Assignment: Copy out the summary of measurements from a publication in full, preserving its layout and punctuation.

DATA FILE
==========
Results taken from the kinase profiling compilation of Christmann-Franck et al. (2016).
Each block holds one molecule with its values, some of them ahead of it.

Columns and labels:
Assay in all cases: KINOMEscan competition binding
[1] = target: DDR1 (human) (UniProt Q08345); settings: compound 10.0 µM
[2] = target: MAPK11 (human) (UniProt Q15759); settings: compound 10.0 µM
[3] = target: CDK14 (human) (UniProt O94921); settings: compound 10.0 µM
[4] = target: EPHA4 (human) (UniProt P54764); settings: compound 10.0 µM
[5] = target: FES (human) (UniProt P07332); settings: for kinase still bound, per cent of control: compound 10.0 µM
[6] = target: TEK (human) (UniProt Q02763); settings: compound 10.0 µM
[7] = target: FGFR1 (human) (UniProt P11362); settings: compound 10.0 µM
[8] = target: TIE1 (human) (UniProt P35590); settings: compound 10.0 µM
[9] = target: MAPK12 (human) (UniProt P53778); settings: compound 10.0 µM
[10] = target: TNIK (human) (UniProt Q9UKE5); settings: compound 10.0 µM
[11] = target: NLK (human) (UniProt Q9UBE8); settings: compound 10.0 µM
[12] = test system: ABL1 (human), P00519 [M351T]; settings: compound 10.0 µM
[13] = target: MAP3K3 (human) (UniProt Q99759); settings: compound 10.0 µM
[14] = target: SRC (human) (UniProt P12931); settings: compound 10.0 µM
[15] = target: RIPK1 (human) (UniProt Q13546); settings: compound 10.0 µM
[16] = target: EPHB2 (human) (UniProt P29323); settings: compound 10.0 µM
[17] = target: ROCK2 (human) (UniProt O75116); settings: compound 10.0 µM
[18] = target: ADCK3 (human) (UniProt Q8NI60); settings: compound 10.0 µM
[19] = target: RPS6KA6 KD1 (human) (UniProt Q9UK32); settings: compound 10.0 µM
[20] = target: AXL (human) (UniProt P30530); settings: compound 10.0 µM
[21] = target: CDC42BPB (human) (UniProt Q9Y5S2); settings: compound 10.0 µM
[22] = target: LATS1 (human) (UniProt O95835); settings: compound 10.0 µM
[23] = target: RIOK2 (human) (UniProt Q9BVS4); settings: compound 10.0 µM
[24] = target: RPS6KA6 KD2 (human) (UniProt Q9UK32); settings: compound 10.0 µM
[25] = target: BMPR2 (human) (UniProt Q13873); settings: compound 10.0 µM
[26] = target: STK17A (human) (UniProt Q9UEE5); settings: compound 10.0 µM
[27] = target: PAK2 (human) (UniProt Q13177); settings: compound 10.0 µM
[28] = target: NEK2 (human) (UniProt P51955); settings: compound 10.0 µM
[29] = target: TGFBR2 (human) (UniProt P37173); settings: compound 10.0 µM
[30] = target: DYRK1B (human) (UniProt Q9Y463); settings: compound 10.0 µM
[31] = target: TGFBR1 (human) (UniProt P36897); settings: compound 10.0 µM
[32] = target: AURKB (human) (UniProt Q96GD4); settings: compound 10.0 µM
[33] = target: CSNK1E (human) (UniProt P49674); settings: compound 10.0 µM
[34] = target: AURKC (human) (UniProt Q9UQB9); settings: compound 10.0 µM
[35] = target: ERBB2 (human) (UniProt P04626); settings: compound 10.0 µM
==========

Results taken from the kinase profiling compilation of Christmann-Franck et al. (2016).
Each block holds one molecule with its values, some of them ahead of it.

Columns and labels:
Assay in all cases: KINOMEscan competition binding
[1] = target: DDR1 (human) (UniProt Q08345); settings: compound 10.0 µM
[2] = target: MAPK11 (human) (UniProt Q15759); settings: compound 10.0 µM
[3] = target: CDK14 (human) (UniProt O94921); settings: compound 10.0 µM
[4] = target: EPHA4 (human) (UniProt P54764); settings: compound 10.0 µM
[5] = target: FES (human) (UniProt P07332); settings: for kinase still bound, per cent of control: compound 10.0 µM
[6] = target: TEK (human) (UniProt Q02763); settings: compound 10.0 µM
[7] = target: FGFR1 (human) (UniProt P11362); settings: compound 10.0 µM
[8] = target: TIE1 (human) (UniProt P35590); settings: compound 10.0 µM
[9] = target: MAPK12 (human) (UniProt P53778); settings: compound 10.0 µM
[10] = target: TNIK (human) (UniProt Q9UKE5); settings: compound 10.0 µM
[11] = target: NLK (human) (UniProt Q9UBE8); settings: compound 10.0 µM
[12] = test system: ABL1 (human), P00519 [M351T]; settings: compound 10.0 µM
[13] = target: MAP3K3 (human) (UniProt Q99759); settings: compound 10.0 µM
[14] = target: SRC (human) (UniProt P12931); settings: compound 10.0 µM
[15] = target: RIPK1 (human) (UniProt Q13546); settings: compound 10.0 µM
[16] = target: EPHB2 (human) (UniProt P29323); settings: compound 10.0 µM
[17] = target: ROCK2 (human) (UniProt O75116); settings: compound 10.0 µM
[18] = target: ADCK3 (human) (UniProt Q8NI60); settings: compound 10.0 µM
[19] = target: RPS6KA6 KD1 (human) (UniProt Q9UK32); settings: compound 10.0 µM
[20] = target: AXL (human) (UniProt P30530); settings: compound 10.0 µM
[21] = target: CDC42BPB (human) (UniProt Q9Y5S2); settings: compound 10.0 µM
[22] = target: LATS1 (human) (UniProt O95835); settings: compound 10.0 µM
[23] = target: RIOK2 (human) (UniProt Q9BVS4); settings: compound 10.0 µM
[24] = target: RPS6KA6 KD2 (human) (UniProt Q9UK32); settings: compound 10.0 µM
[25] = target: BMPR2 (human) (UniProt Q13873); settings: compound 10.0 µM
[26] = target: STK17A (human) (UniProt Q9UEE5); settings: compound 10.0 µM
[27] = target: PAK2 (human) (UniProt Q13177); settings: compound 10.0 µM
[28] = target: NEK2 (human) (UniProt P51955); settings: compound 10.0 µM
[29] = target: TGFBR2 (human) (UniProt P37173); settings: compound 10.0 µM
[30] = target: DYRK1B (human) (UniProt Q9Y463); settings: compound 10.0 µM
[31] = target: TGFBR1 (human) (UniProt P36897); settings: compound 10.0 µM
[32] = target: AURKB (human) (UniProt Q96GD4); settings: compound 10.0 µM
[33] = target: CSNK1E (human) (UniProt P49674); settings: compound 10.0 µM
[34] = target: AURKC (human) (UniProt Q9UQB9); settings: compound 10.0 µM
[35] = target: ERBB2 (human) (UniProt P04626); settings: compound 10.0 µM